C Programming

Break Statement in C

“To remove the program control from the loop, we utilize the C language term “break.”The loop’s iterations cease as immediately after the break statement is detected inside the loop, and control is instantly handed onto the first statement following the break.

In this tutorial, we will practically implement the break statement to execute various example codes in C.”

Example#1: Break Statement With For-Loop

In this illustration, we will learn to use the break statement in a for-loop. The below-mentioned code snippet is executed to apply the break statement in C programming for the for-loop.

The code begins by including the “stdio.h” header file in the program. This header file contains all the needed operations that are relevant to input or output, which could be included in our program. Then we used the “main()” function with “int” datatype. When we invoke the “int main()” function, it means that this function will return us integer datatype value(s). A variable has been declared with an integer datatype as “int x”. In the next line of the program, the “for-loop” is initialized. In this loop, we have assigned the variable “x” the value “5”, which is separated by a semicolon; we then defined the condition which says that “x” is less than “20”, and the last fragment is declared to increment the value of “x”. So as a whole, this loop states a condition for the value of “x” that starts from “5” and until it is less than “20”, increment the value of “x” with each condition check. The brackets of the for-loop start wherein we have employed a “printf()” function. The “printf()” will display whatever we would supply to it as input. Within its round brackets, we have specified the variable “x: %d\n” then a comma and “x”. The first “x” will be printed as it is; the “%” is a datatype specifier used in C programming, which tells us the type of information it will store and exhibit.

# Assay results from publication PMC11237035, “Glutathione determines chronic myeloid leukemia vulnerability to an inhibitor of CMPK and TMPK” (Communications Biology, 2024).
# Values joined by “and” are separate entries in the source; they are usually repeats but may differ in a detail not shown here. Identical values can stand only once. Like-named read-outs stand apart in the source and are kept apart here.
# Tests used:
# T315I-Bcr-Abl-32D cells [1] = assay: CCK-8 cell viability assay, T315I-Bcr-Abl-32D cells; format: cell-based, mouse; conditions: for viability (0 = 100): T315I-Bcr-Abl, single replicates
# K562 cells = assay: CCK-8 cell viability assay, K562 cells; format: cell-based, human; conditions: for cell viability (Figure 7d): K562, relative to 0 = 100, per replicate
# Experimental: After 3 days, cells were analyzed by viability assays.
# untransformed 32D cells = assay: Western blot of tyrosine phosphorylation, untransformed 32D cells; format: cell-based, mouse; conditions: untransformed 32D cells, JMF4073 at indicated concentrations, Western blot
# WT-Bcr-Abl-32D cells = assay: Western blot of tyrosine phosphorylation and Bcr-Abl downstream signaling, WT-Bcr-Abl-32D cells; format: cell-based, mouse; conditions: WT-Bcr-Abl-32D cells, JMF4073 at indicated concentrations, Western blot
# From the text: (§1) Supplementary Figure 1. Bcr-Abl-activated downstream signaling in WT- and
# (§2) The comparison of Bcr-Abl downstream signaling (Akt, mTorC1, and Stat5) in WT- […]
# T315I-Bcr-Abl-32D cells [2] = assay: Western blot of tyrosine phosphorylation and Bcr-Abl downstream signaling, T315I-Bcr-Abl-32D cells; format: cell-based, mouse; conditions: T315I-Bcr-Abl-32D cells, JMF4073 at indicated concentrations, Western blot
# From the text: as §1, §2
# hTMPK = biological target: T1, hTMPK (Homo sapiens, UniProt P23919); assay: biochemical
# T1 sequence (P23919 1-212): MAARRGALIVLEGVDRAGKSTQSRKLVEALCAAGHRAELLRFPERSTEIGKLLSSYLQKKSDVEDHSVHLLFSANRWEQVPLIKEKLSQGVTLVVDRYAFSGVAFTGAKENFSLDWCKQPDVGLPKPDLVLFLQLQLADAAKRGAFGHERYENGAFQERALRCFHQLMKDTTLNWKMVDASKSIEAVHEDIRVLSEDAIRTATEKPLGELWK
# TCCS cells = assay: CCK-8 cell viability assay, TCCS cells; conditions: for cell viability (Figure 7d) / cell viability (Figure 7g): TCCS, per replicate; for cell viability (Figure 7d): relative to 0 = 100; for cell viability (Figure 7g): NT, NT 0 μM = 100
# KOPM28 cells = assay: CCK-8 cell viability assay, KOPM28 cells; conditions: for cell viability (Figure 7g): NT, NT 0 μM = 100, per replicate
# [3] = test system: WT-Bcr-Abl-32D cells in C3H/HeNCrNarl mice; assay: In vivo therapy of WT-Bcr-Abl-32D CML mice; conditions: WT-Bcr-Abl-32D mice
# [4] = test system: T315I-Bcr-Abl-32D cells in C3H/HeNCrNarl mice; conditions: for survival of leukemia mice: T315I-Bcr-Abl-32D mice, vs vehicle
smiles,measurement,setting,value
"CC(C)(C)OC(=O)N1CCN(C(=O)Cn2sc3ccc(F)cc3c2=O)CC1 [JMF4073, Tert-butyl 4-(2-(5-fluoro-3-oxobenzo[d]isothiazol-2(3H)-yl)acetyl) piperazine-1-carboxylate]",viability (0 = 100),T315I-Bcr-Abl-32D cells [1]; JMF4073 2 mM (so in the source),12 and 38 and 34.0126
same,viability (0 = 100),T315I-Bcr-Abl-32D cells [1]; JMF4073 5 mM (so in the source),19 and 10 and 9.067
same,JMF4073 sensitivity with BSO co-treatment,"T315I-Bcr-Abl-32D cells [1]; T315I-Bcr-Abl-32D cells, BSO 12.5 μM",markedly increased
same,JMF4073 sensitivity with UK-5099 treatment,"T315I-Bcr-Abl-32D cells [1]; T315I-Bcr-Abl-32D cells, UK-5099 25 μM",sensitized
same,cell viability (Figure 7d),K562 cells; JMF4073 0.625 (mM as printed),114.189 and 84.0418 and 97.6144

Here we have added “%d”, which indicates that the type of data is decimal integers. The “\n” represents jumping to the next line. And “x” will display the values after every increment. After that, we have specified an “if-statement”. This instructs the control if the value of “x” equals “9,” then executes the specified operation inside this conditional statement. Within the if-statement, “break” is specified. So if the condition is met, it will immediately terminate the loop. After breaking the loop, the control will move to the “printf()” function and will display the statement we have specified in it. “Return 0” means that the compiler has executed the programming successfully for what it was intended to perform.

In the output image presented above, you can see that the values of “x” have been displayed from the value “5” to “9”. When the value became “9”, the loop immediately terminated and didn’t check the rest of the values. Finally, printed the Statement defined out of the loop.

Example # 2: Break Statement With While-Loop

For this instance, we will be using the “break- statement” inside the “While-loop” for terminating the loop once the particular condition is matched. The script we have generated for the programs can be viewed in the snapshot below:

Let’s walk through this script.

Here, the “main()” function begins; we have first declared an “int” type variable “y” and assigned it the value “5”. The “while-loop” starts with “while(1)”. This “1” in the while loop means the same as “while(True)”, which refers to looping forever. This loop will take in the value of “y” and check the condition/ statement we have identified inside the loop.